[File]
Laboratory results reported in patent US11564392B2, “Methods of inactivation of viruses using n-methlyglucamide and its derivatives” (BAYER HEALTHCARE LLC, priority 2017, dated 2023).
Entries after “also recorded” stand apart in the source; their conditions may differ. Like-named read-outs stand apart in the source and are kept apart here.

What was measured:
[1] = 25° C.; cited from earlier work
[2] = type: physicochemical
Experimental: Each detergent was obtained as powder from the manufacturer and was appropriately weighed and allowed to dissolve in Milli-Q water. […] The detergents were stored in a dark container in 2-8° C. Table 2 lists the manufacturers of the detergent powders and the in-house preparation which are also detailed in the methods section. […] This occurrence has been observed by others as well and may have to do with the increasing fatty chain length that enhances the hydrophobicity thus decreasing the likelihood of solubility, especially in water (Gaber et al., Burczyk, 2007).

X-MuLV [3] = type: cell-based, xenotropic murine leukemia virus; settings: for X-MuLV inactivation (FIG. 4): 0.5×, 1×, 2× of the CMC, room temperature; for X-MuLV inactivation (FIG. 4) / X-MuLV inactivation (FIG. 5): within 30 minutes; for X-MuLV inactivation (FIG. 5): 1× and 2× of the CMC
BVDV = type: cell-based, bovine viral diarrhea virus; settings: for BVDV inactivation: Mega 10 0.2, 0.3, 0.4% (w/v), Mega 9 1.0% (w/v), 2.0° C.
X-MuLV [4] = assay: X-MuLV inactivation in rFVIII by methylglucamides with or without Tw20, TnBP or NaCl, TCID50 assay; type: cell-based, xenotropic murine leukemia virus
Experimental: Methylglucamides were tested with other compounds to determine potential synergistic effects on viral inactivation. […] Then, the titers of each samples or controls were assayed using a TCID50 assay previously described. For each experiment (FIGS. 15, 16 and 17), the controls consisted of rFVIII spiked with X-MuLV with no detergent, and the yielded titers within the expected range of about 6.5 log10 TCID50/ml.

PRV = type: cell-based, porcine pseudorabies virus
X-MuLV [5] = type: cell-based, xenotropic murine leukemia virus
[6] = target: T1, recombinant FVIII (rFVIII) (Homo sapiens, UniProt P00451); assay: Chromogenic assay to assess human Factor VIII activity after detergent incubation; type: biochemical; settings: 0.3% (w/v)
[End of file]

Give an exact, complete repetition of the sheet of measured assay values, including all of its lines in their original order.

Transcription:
Laboratory results reported in patent US11564392B2, “Methods of inactivation of viruses using n-methlyglucamide and its derivatives” (BAYER HEALTHCARE LLC, priority 2017, dated 2023).
Entries after “also recorded” stand apart in the source; their conditions may differ. Like-named read-outs stand apart in the source and are kept apart here.

What was measured:
[1] = 25° C.; cited from earlier work
[2] = type: physicochemical
Experimental: Each detergent was obtained as powder from the manufacturer and was appropriately weighed and allowed to dissolve in Milli-Q water. […] The detergents were stored in a dark container in 2-8° C. Table 2 lists the manufacturers of the detergent powders and the in-house preparation which are also detailed in the methods section. […] This occurrence has been observed by others as well and may have to do with the increasing fatty chain length that enhances the hydrophobicity thus decreasing the likelihood of solubility, especially in water (Gaber et al., Burczyk, 2007).

X-MuLV [3] = type: cell-based, xenotropic murine leukemia virus; settings: for X-MuLV inactivation (FIG. 4): 0.5×, 1×, 2× of the CMC, room temperature; for X-MuLV inactivation (FIG. 4) / X-MuLV inactivation (FIG. 5): within 30 minutes; for X-MuLV inactivation (FIG. 5): 1× and 2× of the CMC
BVDV = type: cell-based, bovine viral diarrhea virus; settings: for BVDV inactivation: Mega 10 0.2, 0.3, 0.4% (w/v), Mega 9 1.0% (w/v), 2.0° C.
X-MuLV [4] = assay: X-MuLV inactivation in rFVIII by methylglucamides with or without Tw20, TnBP or NaCl, TCID50 assay; type: cell-based, xenotropic murine leukemia virus
Experimental: Methylglucamides were tested with other compounds to determine potential synergistic effects on viral inactivation. […] Then, the titers of each samples or controls were assayed using a TCID50 assay previously described. For each experiment (FIGS. 15, 16 and 17), the controls consisted of rFVIII spiked with X-MuLV with no detergent, and the yielded titers within the expected range of about 6.5 log10 TCID50/ml.

PRV = type: cell-based, porcine pseudorabies virus
X-MuLV [5] = type: cell-based, xenotropic murine leukemia virus
[6] = target: T1, recombinant FVIII (rFVIII) (Homo sapiens, UniProt P00451); assay: Chromogenic assay to assess human Factor VIII activity after detergent incubation; type: biochemical; settings: 0.3% (w/v)